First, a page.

Crochet patterns don't get any easier than this one! This is just about the most basic crochet scarf pattern you could ask for, which makes it the perfect crochet accessory pattern for beginners. Not only is this pattern an easy way to make a scarf, but it's also written for people who don't have extensive experience reading crochet patterns. There aren't abbreviations and there are a lot of tips to help you along the way.
There are only two crochet stitches you'll need to know: the chain stitch and the single crochet stitch. If you haven't learned how to do these stitches yet, make sure that you practice those first and then come back to this pattern.
Materials You Will Need to Crochet This Scarf
- Yarn: You will need at least 5 ounces/150 grams of worsted weight yarn to crochet this beginner's scarf. Figure out what fiber type of yarn you'd like to use for this project—wool, cotton, acrylic, etc. If you want to make a wide scarf, go for at least 7 ounces/200 grams of the yarn. The yarn label lists the ounces/grams. The sample uses four skeins of KnitPicks Swish Worsted in Conch.
- Crochet Hook: A size K crochet hook is a good starting point for this crochet scarf. However, you can change to a smaller or larger crochet hook or other yarn to achieve different creative effects.
- Tapestry needle: for weaving in ends.
Finished Scarf Size
This scarf measures 84 inches (seven feet) long by four inches wide. Scarves can vary in size without altering function so don't worry if yours isn't quite the same. You will learn as you go.
Eight single crochet stitches = three inches.
While it's tempting to jump right in and start making the scarf, it's good to get into the habit of checking your gauge. To do this, crochet a gauge swatch measuring at least four inches square (bigger is better). Make the swatch in single crochet stitch using the exact same yarn and crochet hook you'll use to crochet your scarf. Measure the center three inches of the swatch to see how many stitches per inch you are working with that particular combination of hook and yarn.
If you have more than eight stitches per three inches, it means that your stitches are smaller than planned and your scarf will be smaller than the example. Try making a new swatch with a larger crochet hook.
Likewise, if you find that you have fewer than eight stitches per three inches, it means your stitches are larger than planned. In that case, your scarf is likely to turn out much longer than intended; you also risk running out of yarn since larger stitches will use up more yarn and create a larger scarf. Try making a new swatch with a smaller crochet hook.
Crochet Scarf Instructions
Pull out a length of yarn measuring at least six inches or longer; leave this length unworked and make a slip knot after that point. Then, working with the end attached to the ball of yarn, crochet a long starting chain of 224 chain stitches.
Use stitch markers every 10 or 20 stitches as you work, to keep better track and make it easier to count at the end.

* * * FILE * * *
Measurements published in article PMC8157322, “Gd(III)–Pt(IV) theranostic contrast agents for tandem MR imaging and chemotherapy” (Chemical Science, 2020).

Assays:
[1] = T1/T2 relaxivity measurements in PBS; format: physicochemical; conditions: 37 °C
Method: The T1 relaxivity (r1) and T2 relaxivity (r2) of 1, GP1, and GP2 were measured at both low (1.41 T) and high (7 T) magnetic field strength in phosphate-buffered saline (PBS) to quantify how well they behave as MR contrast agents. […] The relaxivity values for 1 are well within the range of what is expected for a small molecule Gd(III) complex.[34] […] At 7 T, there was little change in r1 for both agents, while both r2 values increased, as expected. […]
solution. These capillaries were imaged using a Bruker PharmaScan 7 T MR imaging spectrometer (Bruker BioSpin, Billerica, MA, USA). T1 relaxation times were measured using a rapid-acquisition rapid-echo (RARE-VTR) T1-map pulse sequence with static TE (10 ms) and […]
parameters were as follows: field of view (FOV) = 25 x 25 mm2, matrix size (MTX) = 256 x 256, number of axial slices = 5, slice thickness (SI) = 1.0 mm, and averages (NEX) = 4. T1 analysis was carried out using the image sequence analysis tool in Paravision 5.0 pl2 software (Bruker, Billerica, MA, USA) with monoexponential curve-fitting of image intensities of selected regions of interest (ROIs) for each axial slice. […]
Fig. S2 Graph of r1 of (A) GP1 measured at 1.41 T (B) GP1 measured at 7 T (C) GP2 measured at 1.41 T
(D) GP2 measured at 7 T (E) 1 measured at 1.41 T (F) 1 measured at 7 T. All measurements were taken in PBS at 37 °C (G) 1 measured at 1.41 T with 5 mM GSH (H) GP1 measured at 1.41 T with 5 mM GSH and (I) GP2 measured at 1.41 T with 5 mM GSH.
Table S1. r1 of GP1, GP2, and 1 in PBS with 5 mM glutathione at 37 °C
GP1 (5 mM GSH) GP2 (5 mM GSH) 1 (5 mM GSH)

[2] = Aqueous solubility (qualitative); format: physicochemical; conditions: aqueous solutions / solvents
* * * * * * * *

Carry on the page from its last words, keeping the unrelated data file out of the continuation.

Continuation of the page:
Row One: Work a single crochet stitch in the second chain from your hook.
After crocheting your chain, you'll have an active loop still on your hook. Don't count your active loop. Start counting with the first chain after the active loop.
Continue working single crochet stitches all the way across your starting chain. Work one single crochet stitch into each chain stitch until you reach the end. When you get to the end, count the single crochet stitches to make sure you have a total of 223. Again, stitch markers are useful here.
If your count is off, you may have added or subtracted a stitch, which often happens at the beginning and end of rows. Get the count right from Row One on or your scarf won't have even edges.
Next, crochet one chain stitch at the end of the row to use as a turning chain. Then, flip your work horizontally so that you can work back across the piece.
Row Two: When you look at the top of the row of single crochet stitches you made, you'll see that each stitch has two loops at the top. When you work your single crochet stitches from this point on, be careful to work through both of these loops together.
Working through both loops, work a single crochet stitch into the last single crochet stitch you made in row one. Continue working one single crochet stitch into each single crochet stitch, all the way across the row.
Be sure to count your stitches and make sure you have 223 stitches in the row. (Remember to use stitch markers to help keep your count correct—keeping count is so important for a successful project!) Work one chain stitch at the end of the row and turn the work over so you can work back across again.
Rows Three and Up: Repeat Row Two until your scarf is the desired width. When you crochet the last row, do not work a turning chain afterward because now it's time to finish your work instead of turning it over and continuing.
How to End Off
Leave a length of yarn at the end measuring at least six inches. Cut the yarn, taking care not to drop your active loop. Wrap the cut length of yarn around your hook, grab it with the hook, and pull it all the way through the active loop. Give it a gentle tug to ensure that it is tight and will not come undone. Thread the cut end of this yarn onto a tapestry needle and use it to weave in your ends. After you weave in both ends, you can wear your scarf or give it as a gift!